With a world of feelings and affection to bestow, for one reason or another they are neglected and lonely, become afraid that the friends they might manage to make might slip away, and so do the worst possible thing: Become controlling, which in their minds ironically equals "protecting the friendship," become scared and defensive, succumb to desperation, and oh it's just terrible. Lonely young INFJs who chance to be reading this: Learn to disengage, learn to get outside yourself and see it from others' perspectives, cool it and show the world the lovable person you really are.
 

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Hmm, the grudge holding does sound a lot like unhealthy INFJ behavior (don't ask me how I know that, it's safer that way,) but I'm not sure if there's enough info to type her very well at all based on what you've said. But that's not really the point, as I can say for certain that she's acting immature and selfish. It could be immature Fi acting out, wanting to show how "right" she always is, which might place her as an ISFP or INFP (I've known some unhealthy ISFPs in my day, and ooh boy, they're a handful; DISCLAIMER: I'm not saying ISFPs are all a handful, or that they're unhealthy, just that I've known several ISFPs, and they were, as individuals, unhealthy emotionally; I digress.) Yet if her behavior is truly unhealthy, you're going to have a hell of a time getting a decent read on her. I don't want to cast aspersions on someone, let alone when they can't defend themselves, but what you've described sounds like the sort of person who is just chronically unhappy and doesn't realize the impact they're having on everyone around them. Sorry for that.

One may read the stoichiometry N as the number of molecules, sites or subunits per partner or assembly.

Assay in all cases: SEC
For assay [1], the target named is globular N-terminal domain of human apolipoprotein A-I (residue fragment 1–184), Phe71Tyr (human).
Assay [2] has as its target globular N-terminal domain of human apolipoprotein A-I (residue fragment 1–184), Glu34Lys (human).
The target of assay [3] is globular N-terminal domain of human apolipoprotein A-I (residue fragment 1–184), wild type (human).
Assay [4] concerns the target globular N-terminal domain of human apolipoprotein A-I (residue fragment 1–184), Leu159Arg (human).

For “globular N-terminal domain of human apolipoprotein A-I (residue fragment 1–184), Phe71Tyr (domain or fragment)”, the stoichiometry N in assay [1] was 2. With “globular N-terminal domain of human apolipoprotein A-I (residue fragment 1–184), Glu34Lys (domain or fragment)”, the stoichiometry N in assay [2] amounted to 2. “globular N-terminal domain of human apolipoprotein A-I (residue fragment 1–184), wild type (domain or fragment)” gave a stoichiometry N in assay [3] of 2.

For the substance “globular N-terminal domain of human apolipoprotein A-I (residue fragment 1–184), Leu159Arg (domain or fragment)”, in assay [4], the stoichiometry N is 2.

Anyway, as for an example of an unhealthy INFJ? As I only really know one (myself) I can try to give info in an academic sense at best. Firstly, inferior Se gets a lot of blame for bad behaviors in INFJs, but at best it's the source of the "impulse" to act. That is, in my own case, when someone does something that angers me and I suddenly see how easy and wonderfully fulfilling it would be for me to casually pick them up and hurl them through a wall. But oftentimes when I'm unbalanced, tertiary Ti likes to jump in and compile ready lists of reasons why the person, their plan, their face, their mother, their dog, their whatever, sucks. And Se loves to tell me to let people in on my "flawless logic" of their stupidity.